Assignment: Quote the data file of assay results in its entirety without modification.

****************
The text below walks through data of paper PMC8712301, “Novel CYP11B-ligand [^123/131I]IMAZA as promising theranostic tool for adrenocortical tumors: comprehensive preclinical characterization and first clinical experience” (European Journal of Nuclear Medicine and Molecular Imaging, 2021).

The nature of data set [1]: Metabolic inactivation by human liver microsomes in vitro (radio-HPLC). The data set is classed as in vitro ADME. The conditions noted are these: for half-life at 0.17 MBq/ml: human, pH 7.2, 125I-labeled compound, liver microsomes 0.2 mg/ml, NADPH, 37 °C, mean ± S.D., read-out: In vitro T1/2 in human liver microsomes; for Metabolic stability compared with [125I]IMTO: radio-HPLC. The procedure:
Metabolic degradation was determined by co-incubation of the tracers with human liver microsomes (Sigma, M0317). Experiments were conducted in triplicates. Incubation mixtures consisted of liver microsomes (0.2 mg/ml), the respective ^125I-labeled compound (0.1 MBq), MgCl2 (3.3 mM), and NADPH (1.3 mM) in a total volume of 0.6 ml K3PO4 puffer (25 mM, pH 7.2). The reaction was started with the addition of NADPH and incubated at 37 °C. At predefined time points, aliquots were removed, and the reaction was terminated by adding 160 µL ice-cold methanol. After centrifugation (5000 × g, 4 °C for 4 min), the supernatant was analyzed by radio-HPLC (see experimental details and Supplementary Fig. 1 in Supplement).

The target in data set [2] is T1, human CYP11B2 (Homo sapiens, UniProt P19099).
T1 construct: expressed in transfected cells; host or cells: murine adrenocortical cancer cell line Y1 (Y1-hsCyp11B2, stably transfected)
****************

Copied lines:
The text below walks through data of paper PMC8712301, “Novel CYP11B-ligand [^123/131I]IMAZA as promising theranostic tool for adrenocortical tumors: comprehensive preclinical characterization and first clinical experience” (European Journal of Nuclear Medicine and Molecular Imaging, 2021).

The nature of data set [1]: Metabolic inactivation by human liver microsomes in vitro (radio-HPLC). The data set is classed as in vitro ADME. The conditions noted are these: for half-life at 0.17 MBq/ml: human, pH 7.2, 125I-labeled compound, liver microsomes 0.2 mg/ml, NADPH, 37 °C, mean ± S.D., read-out: In vitro T1/2 in human liver microsomes; for Metabolic stability compared with [125I]IMTO: radio-HPLC. The procedure:
Metabolic degradation was determined by co-incubation of the tracers with human liver microsomes (Sigma, M0317). Experiments were conducted in triplicates. Incubation mixtures consisted of liver microsomes (0.2 mg/ml), the respective ^125I-labeled compound (0.1 MBq), MgCl2 (3.3 mM), and NADPH (1.3 mM) in a total volume of 0.6 ml K3PO4 puffer (25 mM, pH 7.2). The reaction was started with the addition of NADPH and incubated at 37 °C. At predefined time points, aliquots were removed, and the reaction was terminated by adding 160 µL ice-cold methanol. After centrifugation (5000 × g, 4 °C for 4 min), the supernatant was analyzed by radio-HPLC (see experimental details and Supplementary Fig. 1 in Supplement).

The target in data set [2] is T1, human CYP11B2 (Homo sapiens, UniProt P19099).
T1 construct: expressed in transfected cells; host or cells: murine adrenocortical cancer cell line Y1 (Y1-hsCyp11B2, stably transfected)